‘Don’t worry about this bill anyway. Could you give me a date you think you could get it paid to us by? Don’t worry if it’s a week or so, I’d just like you to give us a time so you’re not struggling, but also so we know when to realistically expect the money’. Helen sounded so reasonable, it was hard to resist replying ‘Well, actually, seeing as it’s right here infront of me, I can get the boss to sign the cheque today, if that’s ok with you?’ It made perfect sense to start getting rid of the problem, and as Helen had said, start finding solutions.
‘That would be fantastic, Gemma, thanks ever so much for prioritising us, and we’re really glad there were no problems with our service. So could I just confirm – if you pop it in the post today, it should get to us by the end of this week?’
‘Yes, the end of this week, and I’ll definitely get it sent today’ Gemma said, with far more conviction than she had felt five minutes ago.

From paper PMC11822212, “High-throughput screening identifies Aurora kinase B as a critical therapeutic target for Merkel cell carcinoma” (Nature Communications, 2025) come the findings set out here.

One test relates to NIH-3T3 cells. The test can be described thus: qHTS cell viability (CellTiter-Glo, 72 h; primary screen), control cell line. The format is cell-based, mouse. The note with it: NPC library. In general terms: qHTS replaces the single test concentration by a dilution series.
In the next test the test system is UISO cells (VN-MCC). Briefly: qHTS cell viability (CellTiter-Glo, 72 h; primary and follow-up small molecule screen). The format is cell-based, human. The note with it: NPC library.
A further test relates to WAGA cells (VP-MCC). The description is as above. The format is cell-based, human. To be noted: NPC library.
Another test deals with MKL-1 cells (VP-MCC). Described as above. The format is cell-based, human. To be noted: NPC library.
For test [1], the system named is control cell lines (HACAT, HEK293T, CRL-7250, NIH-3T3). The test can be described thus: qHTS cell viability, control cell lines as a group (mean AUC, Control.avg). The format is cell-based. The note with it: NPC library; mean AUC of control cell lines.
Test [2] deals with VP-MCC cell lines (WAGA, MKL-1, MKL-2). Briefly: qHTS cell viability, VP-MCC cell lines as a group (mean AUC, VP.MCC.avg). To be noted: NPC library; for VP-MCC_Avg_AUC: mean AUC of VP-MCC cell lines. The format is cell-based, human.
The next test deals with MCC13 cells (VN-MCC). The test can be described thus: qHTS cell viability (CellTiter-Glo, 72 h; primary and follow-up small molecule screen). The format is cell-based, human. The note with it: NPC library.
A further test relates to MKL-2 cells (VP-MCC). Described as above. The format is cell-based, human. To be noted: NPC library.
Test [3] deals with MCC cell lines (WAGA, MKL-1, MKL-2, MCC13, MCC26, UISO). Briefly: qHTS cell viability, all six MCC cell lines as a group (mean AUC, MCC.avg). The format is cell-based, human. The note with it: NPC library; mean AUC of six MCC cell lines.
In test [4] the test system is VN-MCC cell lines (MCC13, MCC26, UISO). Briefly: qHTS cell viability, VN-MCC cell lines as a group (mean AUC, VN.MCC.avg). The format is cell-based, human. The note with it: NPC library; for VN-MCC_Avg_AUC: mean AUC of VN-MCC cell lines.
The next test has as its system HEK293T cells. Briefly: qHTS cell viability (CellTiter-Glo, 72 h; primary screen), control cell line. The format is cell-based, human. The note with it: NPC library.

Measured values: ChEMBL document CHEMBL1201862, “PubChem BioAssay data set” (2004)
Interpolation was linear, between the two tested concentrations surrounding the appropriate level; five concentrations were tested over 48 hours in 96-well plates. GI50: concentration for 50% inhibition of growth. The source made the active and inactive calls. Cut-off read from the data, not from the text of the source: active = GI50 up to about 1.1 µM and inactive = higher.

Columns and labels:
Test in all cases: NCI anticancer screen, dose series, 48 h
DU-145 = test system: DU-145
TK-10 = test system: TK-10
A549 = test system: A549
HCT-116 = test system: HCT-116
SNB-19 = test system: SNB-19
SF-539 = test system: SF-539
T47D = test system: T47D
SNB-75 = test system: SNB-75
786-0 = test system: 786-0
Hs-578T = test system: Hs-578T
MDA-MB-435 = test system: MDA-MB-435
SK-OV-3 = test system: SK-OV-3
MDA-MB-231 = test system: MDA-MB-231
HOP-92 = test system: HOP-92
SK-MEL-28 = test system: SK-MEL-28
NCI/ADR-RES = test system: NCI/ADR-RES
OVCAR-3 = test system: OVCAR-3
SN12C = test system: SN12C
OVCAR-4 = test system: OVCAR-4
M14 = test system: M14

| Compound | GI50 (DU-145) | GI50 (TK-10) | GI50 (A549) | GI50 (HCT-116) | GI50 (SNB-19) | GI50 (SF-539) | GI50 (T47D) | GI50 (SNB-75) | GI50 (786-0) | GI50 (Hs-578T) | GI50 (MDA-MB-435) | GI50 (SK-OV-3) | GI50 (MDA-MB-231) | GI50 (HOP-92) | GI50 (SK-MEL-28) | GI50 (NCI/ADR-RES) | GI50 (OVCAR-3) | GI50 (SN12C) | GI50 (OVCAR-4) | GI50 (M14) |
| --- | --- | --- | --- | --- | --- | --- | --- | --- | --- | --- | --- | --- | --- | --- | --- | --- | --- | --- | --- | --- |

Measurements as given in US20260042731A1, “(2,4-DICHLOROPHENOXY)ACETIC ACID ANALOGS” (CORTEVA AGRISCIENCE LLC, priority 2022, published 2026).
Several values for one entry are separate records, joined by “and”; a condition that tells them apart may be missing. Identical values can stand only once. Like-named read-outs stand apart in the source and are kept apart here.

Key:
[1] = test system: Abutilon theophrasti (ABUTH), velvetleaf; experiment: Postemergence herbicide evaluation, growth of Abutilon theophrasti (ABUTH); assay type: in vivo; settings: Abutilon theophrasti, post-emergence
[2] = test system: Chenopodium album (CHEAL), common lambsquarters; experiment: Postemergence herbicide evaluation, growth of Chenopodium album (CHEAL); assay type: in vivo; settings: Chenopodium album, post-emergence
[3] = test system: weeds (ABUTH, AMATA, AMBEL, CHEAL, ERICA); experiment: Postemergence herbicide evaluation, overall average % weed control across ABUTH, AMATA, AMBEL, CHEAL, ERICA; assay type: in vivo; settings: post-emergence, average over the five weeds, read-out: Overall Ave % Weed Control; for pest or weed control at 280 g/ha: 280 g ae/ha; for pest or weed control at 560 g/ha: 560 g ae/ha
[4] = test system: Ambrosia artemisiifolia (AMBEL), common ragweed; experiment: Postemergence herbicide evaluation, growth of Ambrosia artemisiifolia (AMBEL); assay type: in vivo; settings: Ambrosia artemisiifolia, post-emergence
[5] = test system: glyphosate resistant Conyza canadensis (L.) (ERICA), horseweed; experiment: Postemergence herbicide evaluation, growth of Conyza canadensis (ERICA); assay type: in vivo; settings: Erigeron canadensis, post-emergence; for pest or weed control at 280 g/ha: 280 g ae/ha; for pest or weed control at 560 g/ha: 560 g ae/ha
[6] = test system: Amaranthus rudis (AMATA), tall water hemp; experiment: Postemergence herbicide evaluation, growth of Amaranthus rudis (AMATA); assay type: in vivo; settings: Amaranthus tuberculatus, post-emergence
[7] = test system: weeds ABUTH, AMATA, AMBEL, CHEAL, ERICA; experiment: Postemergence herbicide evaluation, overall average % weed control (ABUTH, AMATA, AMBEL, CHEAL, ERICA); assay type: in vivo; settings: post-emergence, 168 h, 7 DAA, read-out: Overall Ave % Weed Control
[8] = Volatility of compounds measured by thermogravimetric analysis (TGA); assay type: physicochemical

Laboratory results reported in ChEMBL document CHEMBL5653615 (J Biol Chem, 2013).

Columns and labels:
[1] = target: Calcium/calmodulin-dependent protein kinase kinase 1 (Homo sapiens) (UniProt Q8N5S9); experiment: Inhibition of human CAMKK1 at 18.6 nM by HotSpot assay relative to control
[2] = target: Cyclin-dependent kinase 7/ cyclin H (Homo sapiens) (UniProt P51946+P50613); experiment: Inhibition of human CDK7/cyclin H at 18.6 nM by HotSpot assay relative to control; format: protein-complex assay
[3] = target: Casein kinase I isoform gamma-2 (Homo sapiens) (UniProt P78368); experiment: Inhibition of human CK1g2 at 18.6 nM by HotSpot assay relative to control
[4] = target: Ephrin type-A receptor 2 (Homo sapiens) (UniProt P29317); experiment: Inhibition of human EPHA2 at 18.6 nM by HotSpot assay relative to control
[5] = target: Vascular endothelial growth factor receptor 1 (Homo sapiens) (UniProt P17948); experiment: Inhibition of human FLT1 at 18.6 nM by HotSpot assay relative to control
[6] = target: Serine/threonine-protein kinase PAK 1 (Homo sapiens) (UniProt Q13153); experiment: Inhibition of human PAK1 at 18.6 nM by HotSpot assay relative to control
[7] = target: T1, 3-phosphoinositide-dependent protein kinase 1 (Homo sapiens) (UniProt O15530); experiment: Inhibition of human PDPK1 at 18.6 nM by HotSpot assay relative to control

‘Brilliant,’ Gemma could almost feel Helen smiling down the phone – and not a raised voice in the place. ‘I’ll drop you a line just to let you know we’ve received it, if that’s ok with you? Speak to you soon then.’
‘Ok, speak to you then.’ Gemma replied, trying to remember how Helen had got her to agree to this so gently and calmly.
‘Oh, and just one more thing’ said Helen, in a conspiratorial fashion, ‘if you’d be interested, I went on a fantastic course recently that really helped me with my credit management calls……’

Gemma’s situation shows why planning is so important. An old Chinese proverb states ‘only when the water is still can you see through it clearly’. Too many businesses find themselves in a web of difficult customers, late payments, demanding suppliers and emotional turmoil as their dream life seems to be edging away. It is almost impossible to drag yourself up when there is so much pressure on. By planning ahead for difficult times while things are stable, (while the water is clear) you are almost reaching out to a troubled ‘future you’ and providing them with a set of rules and processes to obey. It’s not just a rope, but a ladder: specific steps you can take to climb out of the difficulties.

Visit us next week to find out how Gemma’s course affects the rest of the business, and helps make Nick the King of Cash!